Rheometry
Rheometry (from the Greek ῥέος – rheos, n, meaning "stream") generically refers to the experimental techniques used to determine the rheological properties of materials[1], that is the qualitative and quantitative relationships between stresses and strains and their derivatives. The techniques used are experimental.[1] Rheometry investigates materials in relatively simple flows like steady shear flow, small amplitude oscillatory shear, and extensional flow.[2]
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The choice of the adequate experimental technique depends on the rheological property which has to be determined. This can be the steady shear viscosity, the linear viscoelastic properties (complex viscosity respectively elastic modulus), the elongational properties, etc.
For all real materials, the measured property will be a function of the flow conditions during which it is being measured (shear rate, frequency, etc.) even if for some materials this dependence is vanishingly low under given conditions (see Newtonian fluids).
Rheometry is a specific concern for smart fluids such as electrorheological fluids and magnetorheological fluids, as it is the primary method to quantify the useful properties of these materials.
Rheometry is considered useful in the fields of quality control, process control, and industrial process modelling, among others.[2] For some, the techniques, particularly the qualitative rheological trends, can yield the classification of materials based on the main interactions between different possible elementary components and how they qualitatively affect the rheological behavior of the materials.[3]
Of nonNewtonian fluids
The viscosity of a nonNewtonian fluid is defined by a power law:[4]
where η is the viscosity after shear is applied, η_{0} is the initial viscosity, γ is the shear rate, and if
 , the fluid is shear thinning,
 , the fluid is shear thickening,
 , the fluid is Newtonian.
In rheometry, shear forces are applied to nonNewtonian fluids in order to investigate their properties.
Shear thinning fluids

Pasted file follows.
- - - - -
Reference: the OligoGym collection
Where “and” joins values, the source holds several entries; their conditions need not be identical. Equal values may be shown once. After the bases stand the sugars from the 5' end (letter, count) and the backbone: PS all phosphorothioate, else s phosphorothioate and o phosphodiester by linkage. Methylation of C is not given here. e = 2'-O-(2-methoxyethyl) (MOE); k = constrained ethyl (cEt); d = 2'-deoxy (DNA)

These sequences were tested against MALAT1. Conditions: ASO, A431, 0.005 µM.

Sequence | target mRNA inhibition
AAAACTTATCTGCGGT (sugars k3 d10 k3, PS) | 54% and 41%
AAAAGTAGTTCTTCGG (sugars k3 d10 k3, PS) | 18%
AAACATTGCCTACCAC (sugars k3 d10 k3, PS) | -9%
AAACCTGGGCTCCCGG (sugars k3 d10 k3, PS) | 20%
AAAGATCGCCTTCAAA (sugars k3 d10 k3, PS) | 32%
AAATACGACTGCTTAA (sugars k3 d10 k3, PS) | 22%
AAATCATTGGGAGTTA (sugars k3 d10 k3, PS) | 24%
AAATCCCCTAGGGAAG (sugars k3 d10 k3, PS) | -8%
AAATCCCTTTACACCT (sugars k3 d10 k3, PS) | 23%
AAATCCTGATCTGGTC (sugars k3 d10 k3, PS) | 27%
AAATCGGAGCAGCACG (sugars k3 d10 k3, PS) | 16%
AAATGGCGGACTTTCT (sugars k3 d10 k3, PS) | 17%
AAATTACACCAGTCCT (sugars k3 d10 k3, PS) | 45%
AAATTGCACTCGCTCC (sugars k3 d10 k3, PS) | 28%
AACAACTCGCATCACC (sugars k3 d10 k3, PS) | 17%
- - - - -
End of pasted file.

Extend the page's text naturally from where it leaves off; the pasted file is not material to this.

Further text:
Due to the shear thinning properties of blood, computational fluid dynamics (CFD) is used to assess the risk of aneurysms. Using HighResolution solution strategies, the results when using nonNewtonian rheology were found to be negligible.[5]
Shear thickening fluids
A method for testing the behavior of shear thickening fluids is stochastic rotation dynamicsmolecular dynamics (SRDMD).[6] The colloidal particles of a shear thickening fluid are simulated, and shear is applied. These particles create hydroclusters which exert a drag force resisting flow.[6]
See also
References
 Malkin, Aleksandr I︠A︡kovlevich; Malkin, Alexander; Isayev, Avraam (2006). Rheology: Concepts, Methods and Applications. Toronto: ChemTec Publishing. p. 241. ISBN 9781895198331.
 Gallegos, Crispulo (2010). Rheology  Volume I. London: EOLSS Publications/UNESCO. pp. 7–8. ISBN 9781848267695.
 Coussot, Philippe (2005). Rheometry of Pastes, Suspensions, and Granular Materials: Applications in Industry and Environment. Hoboken, NJ: WileyInterscience. p. 2. ISBN 9780471653691.
 Antonsik, A.; Gluszek, M.; Zurowski, R.; Szafran, M. (June 2017). "Influence of carrier fluid on the electrokinetic and rheological properties of shear thickening fluids". Ceramics International. 43. doi:10.1016/j.ceramint.2017.06.092.
 Khan, M.; Steinman, D.; ValenSendstad, K. (September 2016). "Non‐Newtonian versus numerical rheology: Practical impact of shear‐thinning on the prediction of stable and unstable flows in intracranial aneurysms". International Journal for Numerical Methods in Biomedical Engineering. 33. doi:10.1002/cnm.2836.
 Chen, Kaihui; Wang, Yu; Xuan, Shouhu; Gong, Xinglong (March 2017). "A hybrid molecular dynamics study on the nonNewtonian rheological behaviors of shear thickening fluid". Journal of Colloid and Interface Science. 497. Bibcode:2017JCIS..497..378C. doi:10.1016/j.jcis.2017.03.038.